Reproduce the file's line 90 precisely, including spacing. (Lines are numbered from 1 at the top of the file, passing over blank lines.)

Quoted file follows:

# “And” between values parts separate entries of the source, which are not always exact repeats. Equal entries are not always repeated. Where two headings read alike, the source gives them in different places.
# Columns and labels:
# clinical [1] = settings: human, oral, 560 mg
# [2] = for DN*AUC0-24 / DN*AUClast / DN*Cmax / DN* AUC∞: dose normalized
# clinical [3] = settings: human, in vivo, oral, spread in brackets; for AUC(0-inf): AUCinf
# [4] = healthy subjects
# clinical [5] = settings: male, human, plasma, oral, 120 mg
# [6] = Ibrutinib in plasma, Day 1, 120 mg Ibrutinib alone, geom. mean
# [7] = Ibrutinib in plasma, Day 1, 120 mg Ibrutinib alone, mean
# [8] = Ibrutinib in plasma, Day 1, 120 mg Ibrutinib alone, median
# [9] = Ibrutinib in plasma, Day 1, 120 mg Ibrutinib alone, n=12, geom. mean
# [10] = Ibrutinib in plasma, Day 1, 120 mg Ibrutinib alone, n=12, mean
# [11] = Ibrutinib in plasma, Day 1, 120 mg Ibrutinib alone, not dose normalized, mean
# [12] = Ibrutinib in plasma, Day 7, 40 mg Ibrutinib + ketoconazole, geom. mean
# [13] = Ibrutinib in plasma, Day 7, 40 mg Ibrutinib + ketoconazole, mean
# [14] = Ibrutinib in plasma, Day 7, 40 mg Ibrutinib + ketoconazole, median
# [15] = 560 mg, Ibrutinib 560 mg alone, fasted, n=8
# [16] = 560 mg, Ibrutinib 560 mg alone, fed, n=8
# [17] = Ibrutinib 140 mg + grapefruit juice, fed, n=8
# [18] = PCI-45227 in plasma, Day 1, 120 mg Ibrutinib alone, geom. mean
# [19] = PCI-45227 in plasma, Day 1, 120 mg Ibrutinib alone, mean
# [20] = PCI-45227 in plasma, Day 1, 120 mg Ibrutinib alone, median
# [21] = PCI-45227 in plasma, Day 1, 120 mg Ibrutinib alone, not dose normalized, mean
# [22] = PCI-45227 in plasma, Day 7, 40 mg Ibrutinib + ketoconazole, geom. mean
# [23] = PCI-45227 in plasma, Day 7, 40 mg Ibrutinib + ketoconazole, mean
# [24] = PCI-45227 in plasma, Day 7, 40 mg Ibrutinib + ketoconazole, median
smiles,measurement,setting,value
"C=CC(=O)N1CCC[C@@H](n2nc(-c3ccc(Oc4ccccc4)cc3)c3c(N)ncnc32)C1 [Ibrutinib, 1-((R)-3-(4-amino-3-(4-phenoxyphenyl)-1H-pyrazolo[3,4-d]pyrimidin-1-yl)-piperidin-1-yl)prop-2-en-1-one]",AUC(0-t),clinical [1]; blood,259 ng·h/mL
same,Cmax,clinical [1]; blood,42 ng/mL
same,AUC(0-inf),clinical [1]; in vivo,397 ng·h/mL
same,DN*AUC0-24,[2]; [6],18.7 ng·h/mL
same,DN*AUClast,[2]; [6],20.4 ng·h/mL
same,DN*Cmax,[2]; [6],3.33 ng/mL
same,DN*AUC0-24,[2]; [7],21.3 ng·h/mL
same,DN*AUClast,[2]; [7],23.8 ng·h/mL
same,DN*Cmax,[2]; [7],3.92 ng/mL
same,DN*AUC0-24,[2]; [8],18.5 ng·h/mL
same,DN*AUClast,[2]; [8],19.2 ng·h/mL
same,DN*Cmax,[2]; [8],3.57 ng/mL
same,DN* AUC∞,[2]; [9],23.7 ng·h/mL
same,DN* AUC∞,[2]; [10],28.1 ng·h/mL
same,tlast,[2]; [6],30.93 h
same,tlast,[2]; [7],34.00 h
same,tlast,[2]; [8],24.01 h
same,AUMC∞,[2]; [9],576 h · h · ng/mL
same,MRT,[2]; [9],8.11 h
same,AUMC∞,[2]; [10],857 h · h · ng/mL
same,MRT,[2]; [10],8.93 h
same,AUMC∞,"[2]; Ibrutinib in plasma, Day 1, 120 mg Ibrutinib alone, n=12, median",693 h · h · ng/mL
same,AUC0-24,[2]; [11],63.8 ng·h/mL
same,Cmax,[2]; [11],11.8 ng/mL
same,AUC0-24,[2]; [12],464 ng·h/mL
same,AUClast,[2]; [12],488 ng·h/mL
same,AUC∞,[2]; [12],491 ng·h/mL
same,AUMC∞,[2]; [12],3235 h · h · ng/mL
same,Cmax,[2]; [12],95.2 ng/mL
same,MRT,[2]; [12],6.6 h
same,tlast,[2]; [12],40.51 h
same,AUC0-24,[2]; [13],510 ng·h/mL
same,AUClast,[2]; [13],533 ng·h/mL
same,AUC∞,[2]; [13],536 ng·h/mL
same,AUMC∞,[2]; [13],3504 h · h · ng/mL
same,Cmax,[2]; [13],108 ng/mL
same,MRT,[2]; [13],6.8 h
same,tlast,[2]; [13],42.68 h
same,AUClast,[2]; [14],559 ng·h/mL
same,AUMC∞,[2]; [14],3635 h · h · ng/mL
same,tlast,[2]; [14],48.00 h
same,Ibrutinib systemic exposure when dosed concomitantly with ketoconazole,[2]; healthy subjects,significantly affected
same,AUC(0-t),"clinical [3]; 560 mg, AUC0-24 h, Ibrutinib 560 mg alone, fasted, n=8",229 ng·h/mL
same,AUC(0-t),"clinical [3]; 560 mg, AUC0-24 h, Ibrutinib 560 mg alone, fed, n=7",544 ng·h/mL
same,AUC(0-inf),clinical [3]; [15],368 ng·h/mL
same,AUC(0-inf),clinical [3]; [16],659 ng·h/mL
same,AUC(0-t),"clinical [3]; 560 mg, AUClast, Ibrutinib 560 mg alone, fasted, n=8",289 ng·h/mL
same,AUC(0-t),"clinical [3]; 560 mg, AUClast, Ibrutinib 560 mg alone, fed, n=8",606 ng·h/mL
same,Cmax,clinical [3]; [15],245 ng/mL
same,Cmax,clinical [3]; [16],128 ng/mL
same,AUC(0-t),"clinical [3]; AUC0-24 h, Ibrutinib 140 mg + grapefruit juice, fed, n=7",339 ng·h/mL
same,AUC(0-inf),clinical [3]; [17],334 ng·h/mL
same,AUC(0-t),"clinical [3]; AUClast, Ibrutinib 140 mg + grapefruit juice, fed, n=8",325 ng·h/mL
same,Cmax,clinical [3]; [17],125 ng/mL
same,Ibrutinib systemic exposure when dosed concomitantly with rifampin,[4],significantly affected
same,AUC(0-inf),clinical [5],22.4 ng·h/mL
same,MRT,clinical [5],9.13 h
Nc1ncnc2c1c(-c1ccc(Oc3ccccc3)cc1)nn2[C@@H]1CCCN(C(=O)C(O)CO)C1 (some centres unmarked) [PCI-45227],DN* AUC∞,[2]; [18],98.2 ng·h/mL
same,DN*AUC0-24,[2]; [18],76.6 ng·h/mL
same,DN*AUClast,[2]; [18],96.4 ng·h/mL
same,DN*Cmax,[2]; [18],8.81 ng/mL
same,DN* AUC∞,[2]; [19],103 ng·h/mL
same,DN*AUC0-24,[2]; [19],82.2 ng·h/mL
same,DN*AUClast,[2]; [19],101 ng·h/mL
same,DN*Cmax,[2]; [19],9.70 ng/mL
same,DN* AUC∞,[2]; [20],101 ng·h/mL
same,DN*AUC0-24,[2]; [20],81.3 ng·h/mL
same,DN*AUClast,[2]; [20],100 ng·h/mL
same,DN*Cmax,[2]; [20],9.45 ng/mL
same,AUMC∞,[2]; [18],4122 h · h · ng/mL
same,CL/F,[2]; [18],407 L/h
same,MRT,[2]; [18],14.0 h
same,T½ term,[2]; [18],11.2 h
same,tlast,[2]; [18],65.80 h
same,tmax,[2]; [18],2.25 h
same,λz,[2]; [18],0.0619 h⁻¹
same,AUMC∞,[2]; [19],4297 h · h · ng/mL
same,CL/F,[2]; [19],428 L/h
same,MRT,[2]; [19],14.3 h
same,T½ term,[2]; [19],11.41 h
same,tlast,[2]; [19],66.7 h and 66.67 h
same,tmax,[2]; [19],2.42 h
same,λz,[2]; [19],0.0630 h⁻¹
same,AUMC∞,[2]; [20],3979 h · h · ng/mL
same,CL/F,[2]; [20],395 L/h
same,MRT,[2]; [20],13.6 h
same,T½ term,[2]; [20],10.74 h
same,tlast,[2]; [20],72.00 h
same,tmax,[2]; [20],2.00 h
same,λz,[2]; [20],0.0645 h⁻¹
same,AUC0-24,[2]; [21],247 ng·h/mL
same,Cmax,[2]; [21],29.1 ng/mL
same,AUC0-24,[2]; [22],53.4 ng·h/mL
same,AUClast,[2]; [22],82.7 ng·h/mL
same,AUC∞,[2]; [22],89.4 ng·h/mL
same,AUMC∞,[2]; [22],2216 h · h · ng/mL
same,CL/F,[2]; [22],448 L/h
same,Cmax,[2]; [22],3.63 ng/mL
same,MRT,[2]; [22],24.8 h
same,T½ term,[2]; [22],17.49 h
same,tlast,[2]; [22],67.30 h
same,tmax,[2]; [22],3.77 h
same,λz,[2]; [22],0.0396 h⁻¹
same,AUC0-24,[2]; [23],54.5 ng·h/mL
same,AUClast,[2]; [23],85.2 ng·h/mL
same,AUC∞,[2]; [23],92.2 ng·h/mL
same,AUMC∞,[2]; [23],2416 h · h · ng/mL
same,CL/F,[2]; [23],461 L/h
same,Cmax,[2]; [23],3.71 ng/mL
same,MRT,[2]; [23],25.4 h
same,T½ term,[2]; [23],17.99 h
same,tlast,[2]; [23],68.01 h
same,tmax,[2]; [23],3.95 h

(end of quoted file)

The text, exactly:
same,DN*AUC0-24,[2]; [19],82.2 ng·h/mL